• Various creatures around here have been rather confused by seeing their reflections… The oddest case was the year the male peacocks in the neighbourhood (over the years we’ve had a few feral birds hang out on our street) decided they had to do battle with the reflections they saw in shiny bumper and car mirrors. It got so bad that at one point, all the vehicles on the street had to be draped with bed sheets to protect them!

      True about the way mirrors give us a chance to try out new selves… the tilt of a hat or wrap of a scarf altered to accomplish a particular way of presenting ourselves…


    • An artist's interpretation of someone else's selfie... The artist’s interpretation of the blogger’s selfie… Dad’s comment, “You look like you have the plague.” To which I could have replied, “I think maybe that’s your interpretation of how I look.” But the fact is, his interpretation of my interpretation of a selfie resulted in an image of someone who doesn’t look particularly healthy. It’s kind of like a visual game of telegraph… If I now run this image through some photo editing filters…


  3. Interesting video and equally interesting commentary! It would be a very interesting social experiment to throw a bunch of people who have never met before into a room with blindfolds on and then have them rate each other on various scales – sense of humour, intelligence, attractiveness… and then repeat without the blindfolds. Would there be a correlation between the visual/external cues and the assessments made? Or, I guess since you couldn’t have a first impression twice if you’d already met the person while blindfolded, you could provide a wall of photos and then see how well people did in terms of matching visual appearance to traits gleaned through conversation…


    • In a sense that’s what some online forums do, when people protect their true identities and don’t use photos of themselves. In this case you wouldn’t necessarily know gender, race, or any other physical characteristics, but could come to know others well enough to love, hate, or anywhere in between. Their attractiveness is completely related to your emotional connection to them.


      • Very true… waaaaaaaay back when (before the internet existed as we know it today) I belonged to an email discussion group focussed on human connections with nature. Each week we had to go out and do some sort of assignment in the natural world and then we’d come back and email the group about our experience. The email conversations that followed were amazing and I was astonished at the time at how close our little group became. I never did get to find out what anybody looked like and it really didn’t matter…


  4. That would be an interesting experiment….would it be a more accurate representation of a person if you couldn’t see there face, do you think? Also I wonder about people who’ve had face transplants – how do they relate to themselves with a face that belonged to someone else?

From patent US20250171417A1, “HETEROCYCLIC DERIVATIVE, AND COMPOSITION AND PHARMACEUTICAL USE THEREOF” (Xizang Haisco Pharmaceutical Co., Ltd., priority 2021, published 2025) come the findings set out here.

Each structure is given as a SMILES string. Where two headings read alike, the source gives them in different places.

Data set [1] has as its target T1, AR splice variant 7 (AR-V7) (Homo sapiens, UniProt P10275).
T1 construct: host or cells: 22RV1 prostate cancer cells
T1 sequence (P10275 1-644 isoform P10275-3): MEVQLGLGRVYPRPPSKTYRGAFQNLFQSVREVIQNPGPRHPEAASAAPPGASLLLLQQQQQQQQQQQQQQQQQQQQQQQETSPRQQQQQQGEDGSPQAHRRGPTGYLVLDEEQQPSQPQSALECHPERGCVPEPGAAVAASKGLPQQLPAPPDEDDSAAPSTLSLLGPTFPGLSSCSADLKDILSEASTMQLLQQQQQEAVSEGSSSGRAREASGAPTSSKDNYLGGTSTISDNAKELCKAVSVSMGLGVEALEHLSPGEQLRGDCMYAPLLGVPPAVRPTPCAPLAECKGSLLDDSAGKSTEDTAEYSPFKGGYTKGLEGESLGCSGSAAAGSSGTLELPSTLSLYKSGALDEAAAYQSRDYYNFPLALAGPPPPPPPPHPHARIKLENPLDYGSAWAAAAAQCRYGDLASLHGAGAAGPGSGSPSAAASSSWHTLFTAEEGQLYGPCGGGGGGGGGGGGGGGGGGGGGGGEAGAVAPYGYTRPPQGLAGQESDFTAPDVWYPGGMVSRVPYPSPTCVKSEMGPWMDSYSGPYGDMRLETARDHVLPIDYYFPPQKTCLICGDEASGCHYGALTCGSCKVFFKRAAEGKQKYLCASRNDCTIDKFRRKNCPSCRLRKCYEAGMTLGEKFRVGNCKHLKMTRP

• Good question… I suspect maybe one would have fewer biases the fewer external cues you had to work with… I guess it would be like matching a descriptive paragraph to a photo – I would think that our biases and preconceived notions would make it tough to be very accurate, particularly when people have chosen non-traditional paths to follow. As for the matter of face transplants (or major reconstructive surgery), I would be really curious to learn more about what that experience would be like. There must be memoirs/documentaries/blogs out there that explore personal experiences of looking out from behind what might feel (at least initially) like a mask?


  5. Yes, there must be…you’ve got me curious now so it’s time to do some digging! Thanks for posting such a thought provoking post – not bad for a farmer! 🙂


  6. Fascinating! Love the ‘ideas of beauty and aging’ concept, and also the idea of blindfold/no blindfold assessment. Will look at selfies differently in future!


  7. The images and archetypes of the mirror provide us deep imagery. Thank you for holding the glass up for us to see. Awakening from a vegetative state required learning many auditory and visual processing lessons we take for granted as children. These are difficult lessons. We see with our brains, not our eyes, which are neuro-sensory extensions of our brains. Au fin, our brains are not necessarily the ultimate arbiters of conscious perception. Being alive entitles us to all the possibilities that are more than the sum of our parts. Hence, we heal. We awaken to a new day, without the passage of time. Anything is possible. – The Healing Garden gardener


  8. Love the different imaging toys we now have to play with. Selfies sometimes get a bad rap, but I like them. Have you seen this interesting study in self image from a Dove commercial back in 2013? I liked it so much, I RT it recently: @trying2rite For those of you (like me) who missed this the first time around. ow.ly/sJkbe #confident #beautiful #ht @GoddardMike
    and in case that link doesn’t work here’s the direct link to YouTube


    • Thanks for the link, Lissa – photoleaper also mentioned the Dove ad (scroll up to see the series of comments that followed)- the most amazing part of this to me was the skill of the artist being able to render such striking likenesses based on verbal descriptions! Meanwhile, Dad pointed me to this self portrait, done by Rembrandt no less… It accompanies an article in the Guardian that suggests this is the finest painting in Great Britain… Powerful, those selfies…


  9. Found this video about a woman who has had a face transplant. WARNING – Graphic images – Such a moving story and her resilience is incredible.